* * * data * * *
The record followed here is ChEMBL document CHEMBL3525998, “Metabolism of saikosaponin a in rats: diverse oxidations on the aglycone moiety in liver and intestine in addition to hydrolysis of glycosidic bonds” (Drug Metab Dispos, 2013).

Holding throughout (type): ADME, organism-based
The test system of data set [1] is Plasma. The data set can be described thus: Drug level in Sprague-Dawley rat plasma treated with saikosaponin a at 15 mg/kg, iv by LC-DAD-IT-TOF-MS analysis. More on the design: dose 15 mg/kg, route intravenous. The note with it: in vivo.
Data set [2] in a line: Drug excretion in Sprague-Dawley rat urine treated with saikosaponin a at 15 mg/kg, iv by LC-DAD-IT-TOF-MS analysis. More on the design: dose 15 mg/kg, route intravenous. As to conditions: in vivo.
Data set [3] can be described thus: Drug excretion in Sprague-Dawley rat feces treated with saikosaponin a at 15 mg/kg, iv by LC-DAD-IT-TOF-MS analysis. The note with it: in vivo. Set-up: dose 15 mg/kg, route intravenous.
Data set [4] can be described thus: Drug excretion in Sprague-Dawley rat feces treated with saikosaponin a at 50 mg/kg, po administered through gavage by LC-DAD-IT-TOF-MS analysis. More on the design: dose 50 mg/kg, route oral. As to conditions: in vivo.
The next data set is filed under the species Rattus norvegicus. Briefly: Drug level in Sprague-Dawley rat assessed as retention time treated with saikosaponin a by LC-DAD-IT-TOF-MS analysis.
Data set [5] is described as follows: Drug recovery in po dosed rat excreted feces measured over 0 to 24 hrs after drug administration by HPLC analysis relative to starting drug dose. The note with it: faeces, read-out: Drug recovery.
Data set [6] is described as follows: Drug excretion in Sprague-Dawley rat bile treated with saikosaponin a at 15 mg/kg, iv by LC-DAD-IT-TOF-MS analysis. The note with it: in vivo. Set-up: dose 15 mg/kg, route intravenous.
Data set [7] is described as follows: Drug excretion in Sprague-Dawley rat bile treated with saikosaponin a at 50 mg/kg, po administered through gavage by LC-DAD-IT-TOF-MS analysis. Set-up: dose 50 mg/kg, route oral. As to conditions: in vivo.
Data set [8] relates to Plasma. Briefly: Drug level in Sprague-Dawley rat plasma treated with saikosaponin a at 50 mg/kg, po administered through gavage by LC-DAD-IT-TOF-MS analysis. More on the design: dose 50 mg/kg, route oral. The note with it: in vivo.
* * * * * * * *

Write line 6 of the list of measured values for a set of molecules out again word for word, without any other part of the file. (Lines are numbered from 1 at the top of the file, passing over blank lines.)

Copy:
Data set [4] can be described thus: Drug excretion in Sprague-Dawley rat feces treated with saikosaponin a at 50 mg/kg, po administered through gavage by LC-DAD-IT-TOF-MS analysis. More on the design: dose 50 mg/kg, route oral. As to conditions: in vivo.